Switzerland’s highest court has ruled against the transfer of information about their employees and other third parties by Swiss banks to US federal tax investigators, in what is expected to come as a relief to some Switzerland-based bankers, according to reports out of Switzerland.
The Swiss Federal Court ruling, on Wednesday, upheld an earlier decision in a case brought by a Switzerland-resident American expatriate, who had challenged the Swiss Federal Tax Administration’s intention of disclosing data from his Swiss bank account to the US authorities, the English-language edition of the Swiss Broadcasting Corp’s Swissinfo.ch news website reported.
According to the report, the court said general details of third-party individuals weren’t obviously relevant to the case in question, and that the FTA had failed to prove that the information was indispensable for making the case against the tax evader.
For this reason, even if these individuals had been involved in the tax evasion matter in question, their identities should not be requested through administrative assistance channels, the court ruling reportedly said.
The decision is final, as the Federal Court is Switzerland’s top court in such matters. However, the ruling comes as traditional Swiss bank secrecy is being eroded, and against a backdrop of high-profile cases involving the US tax authorities coming after American tax evaders who hid assets in such Swiss banks as UBS, Credit Suisse, Julius Baer and others.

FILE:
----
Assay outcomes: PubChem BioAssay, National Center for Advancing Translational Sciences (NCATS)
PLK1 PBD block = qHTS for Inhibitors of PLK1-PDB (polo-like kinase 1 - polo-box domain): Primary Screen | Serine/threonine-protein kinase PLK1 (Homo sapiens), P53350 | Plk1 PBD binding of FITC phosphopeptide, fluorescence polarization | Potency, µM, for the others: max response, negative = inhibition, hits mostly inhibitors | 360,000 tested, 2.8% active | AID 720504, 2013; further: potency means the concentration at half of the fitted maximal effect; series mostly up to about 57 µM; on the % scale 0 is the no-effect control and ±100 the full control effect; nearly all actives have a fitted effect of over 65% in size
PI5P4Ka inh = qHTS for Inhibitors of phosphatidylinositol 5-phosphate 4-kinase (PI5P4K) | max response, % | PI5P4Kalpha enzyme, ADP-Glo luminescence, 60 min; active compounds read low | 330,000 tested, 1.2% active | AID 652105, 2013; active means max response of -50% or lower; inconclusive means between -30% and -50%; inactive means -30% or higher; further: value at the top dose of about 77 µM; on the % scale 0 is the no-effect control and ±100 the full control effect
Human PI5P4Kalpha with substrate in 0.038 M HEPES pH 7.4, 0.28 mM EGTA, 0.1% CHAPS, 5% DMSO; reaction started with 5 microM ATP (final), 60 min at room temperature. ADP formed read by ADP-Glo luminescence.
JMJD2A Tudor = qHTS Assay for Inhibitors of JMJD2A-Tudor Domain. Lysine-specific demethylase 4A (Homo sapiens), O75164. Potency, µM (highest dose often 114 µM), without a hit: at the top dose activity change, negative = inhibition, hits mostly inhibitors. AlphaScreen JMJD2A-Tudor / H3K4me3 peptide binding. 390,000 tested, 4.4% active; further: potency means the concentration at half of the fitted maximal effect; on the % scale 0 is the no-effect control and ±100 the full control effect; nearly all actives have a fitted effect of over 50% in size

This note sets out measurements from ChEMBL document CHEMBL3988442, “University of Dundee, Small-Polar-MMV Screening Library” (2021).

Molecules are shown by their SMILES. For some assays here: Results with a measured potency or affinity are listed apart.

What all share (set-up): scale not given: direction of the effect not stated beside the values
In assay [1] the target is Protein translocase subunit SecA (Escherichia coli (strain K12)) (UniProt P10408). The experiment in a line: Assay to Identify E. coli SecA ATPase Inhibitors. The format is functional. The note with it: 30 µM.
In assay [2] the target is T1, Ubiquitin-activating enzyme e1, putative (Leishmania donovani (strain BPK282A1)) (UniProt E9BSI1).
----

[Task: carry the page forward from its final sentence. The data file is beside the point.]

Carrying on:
Switzerland is among some 102 countries that have agreed to participate in the OECD’s Common Reporting Standard information exchange scheme. Forty-nine countries agreed to begin the automatic information exchange last year, with another 53, including Switzerland, set to join the effort this year. One of the few major countries not to agree to sign up to the scheme is the US, which says it doesn’t need to as it has its own scheme, the Foreign Account Tax Compliance Act.